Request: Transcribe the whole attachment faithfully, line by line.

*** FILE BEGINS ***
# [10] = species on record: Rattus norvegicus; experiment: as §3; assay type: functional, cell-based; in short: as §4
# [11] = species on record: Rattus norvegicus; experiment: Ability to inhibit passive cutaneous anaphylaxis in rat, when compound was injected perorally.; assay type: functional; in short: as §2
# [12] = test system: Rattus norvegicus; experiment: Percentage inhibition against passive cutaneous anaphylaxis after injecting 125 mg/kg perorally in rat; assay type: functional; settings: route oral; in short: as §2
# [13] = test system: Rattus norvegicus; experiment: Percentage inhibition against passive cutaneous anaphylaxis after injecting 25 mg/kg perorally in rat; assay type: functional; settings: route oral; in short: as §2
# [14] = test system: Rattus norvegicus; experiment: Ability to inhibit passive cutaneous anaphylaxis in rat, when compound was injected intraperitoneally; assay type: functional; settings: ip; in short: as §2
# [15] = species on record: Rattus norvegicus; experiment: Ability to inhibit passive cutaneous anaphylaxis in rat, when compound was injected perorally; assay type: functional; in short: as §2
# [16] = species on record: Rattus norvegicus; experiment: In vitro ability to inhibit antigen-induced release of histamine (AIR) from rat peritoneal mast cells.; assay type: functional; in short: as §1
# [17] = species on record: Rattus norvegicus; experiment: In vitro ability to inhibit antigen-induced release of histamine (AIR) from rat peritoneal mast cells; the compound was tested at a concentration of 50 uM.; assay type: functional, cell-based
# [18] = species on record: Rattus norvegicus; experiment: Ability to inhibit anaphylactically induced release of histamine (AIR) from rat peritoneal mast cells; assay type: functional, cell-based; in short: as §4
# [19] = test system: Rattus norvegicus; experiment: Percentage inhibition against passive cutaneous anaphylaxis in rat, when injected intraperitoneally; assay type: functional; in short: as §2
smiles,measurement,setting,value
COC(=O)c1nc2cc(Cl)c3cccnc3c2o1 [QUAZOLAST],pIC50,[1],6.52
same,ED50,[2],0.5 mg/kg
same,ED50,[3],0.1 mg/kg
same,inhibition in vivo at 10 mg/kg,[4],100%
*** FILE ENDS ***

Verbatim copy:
# [10] = species on record: Rattus norvegicus; experiment: as §3; assay type: functional, cell-based; in short: as §4
# [11] = species on record: Rattus norvegicus; experiment: Ability to inhibit passive cutaneous anaphylaxis in rat, when compound was injected perorally.; assay type: functional; in short: as §2
# [12] = test system: Rattus norvegicus; experiment: Percentage inhibition against passive cutaneous anaphylaxis after injecting 125 mg/kg perorally in rat; assay type: functional; settings: route oral; in short: as §2
# [13] = test system: Rattus norvegicus; experiment: Percentage inhibition against passive cutaneous anaphylaxis after injecting 25 mg/kg perorally in rat; assay type: functional; settings: route oral; in short: as §2
# [14] = test system: Rattus norvegicus; experiment: Ability to inhibit passive cutaneous anaphylaxis in rat, when compound was injected intraperitoneally; assay type: functional; settings: ip; in short: as §2
# [15] = species on record: Rattus norvegicus; experiment: Ability to inhibit passive cutaneous anaphylaxis in rat, when compound was injected perorally; assay type: functional; in short: as §2
# [16] = species on record: Rattus norvegicus; experiment: In vitro ability to inhibit antigen-induced release of histamine (AIR) from rat peritoneal mast cells.; assay type: functional; in short: as §1
# [17] = species on record: Rattus norvegicus; experiment: In vitro ability to inhibit antigen-induced release of histamine (AIR) from rat peritoneal mast cells; the compound was tested at a concentration of 50 uM.; assay type: functional, cell-based
# [18] = species on record: Rattus norvegicus; experiment: Ability to inhibit anaphylactically induced release of histamine (AIR) from rat peritoneal mast cells; assay type: functional, cell-based; in short: as §4
# [19] = test system: Rattus norvegicus; experiment: Percentage inhibition against passive cutaneous anaphylaxis in rat, when injected intraperitoneally; assay type: functional; in short: as §2
smiles,measurement,setting,value
COC(=O)c1nc2cc(Cl)c3cccnc3c2o1 [QUAZOLAST],pIC50,[1],6.52
same,ED50,[2],0.5 mg/kg
same,ED50,[3],0.1 mg/kg
same,inhibition in vivo at 10 mg/kg,[4],100%